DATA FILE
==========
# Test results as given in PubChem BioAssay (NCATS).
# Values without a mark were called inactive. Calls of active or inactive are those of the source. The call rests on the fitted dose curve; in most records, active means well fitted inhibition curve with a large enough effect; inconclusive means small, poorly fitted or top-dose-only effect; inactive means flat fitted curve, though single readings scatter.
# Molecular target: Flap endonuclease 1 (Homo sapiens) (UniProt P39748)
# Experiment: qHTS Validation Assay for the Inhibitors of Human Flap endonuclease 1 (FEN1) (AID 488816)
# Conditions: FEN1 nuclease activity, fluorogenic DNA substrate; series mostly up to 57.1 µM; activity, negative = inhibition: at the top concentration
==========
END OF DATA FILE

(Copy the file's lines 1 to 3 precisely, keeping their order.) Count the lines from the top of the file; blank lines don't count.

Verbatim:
# Test results as given in PubChem BioAssay (NCATS).
# Values without a mark were called inactive. Calls of active or inactive are those of the source. The call rests on the fitted dose curve; in most records, active means well fitted inhibition curve with a large enough effect; inconclusive means small, poorly fitted or top-dose-only effect; inactive means flat fitted curve, though single readings scatter.
# Molecular target: Flap endonuclease 1 (Homo sapiens) (UniProt P39748)